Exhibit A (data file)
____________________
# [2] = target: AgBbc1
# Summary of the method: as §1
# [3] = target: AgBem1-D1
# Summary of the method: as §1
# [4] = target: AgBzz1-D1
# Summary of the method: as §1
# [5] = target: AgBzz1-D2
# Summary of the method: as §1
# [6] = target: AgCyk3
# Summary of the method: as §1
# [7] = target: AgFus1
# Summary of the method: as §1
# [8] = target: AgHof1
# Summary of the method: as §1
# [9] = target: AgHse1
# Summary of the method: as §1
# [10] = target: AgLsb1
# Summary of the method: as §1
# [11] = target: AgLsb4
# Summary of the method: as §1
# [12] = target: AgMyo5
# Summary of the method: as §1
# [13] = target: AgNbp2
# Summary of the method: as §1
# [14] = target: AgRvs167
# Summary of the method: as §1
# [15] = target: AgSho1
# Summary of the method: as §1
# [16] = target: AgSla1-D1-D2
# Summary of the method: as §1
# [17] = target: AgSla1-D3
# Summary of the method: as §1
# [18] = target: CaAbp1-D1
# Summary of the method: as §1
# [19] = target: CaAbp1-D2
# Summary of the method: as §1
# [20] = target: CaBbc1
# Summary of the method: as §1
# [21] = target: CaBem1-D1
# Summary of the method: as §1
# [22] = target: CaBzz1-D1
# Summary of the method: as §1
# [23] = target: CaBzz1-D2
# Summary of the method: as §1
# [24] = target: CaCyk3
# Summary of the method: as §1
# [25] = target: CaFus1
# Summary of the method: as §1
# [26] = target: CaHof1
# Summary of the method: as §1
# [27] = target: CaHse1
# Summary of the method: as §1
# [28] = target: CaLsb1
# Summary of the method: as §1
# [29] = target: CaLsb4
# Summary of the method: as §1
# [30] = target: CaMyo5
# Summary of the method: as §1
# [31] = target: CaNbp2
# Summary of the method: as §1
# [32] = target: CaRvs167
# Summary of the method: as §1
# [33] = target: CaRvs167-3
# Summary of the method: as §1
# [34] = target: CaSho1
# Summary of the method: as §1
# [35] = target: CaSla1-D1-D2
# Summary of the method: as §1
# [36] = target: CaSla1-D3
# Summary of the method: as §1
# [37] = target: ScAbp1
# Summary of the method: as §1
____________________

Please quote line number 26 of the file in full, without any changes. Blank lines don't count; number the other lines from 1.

# Summary of the method: as §1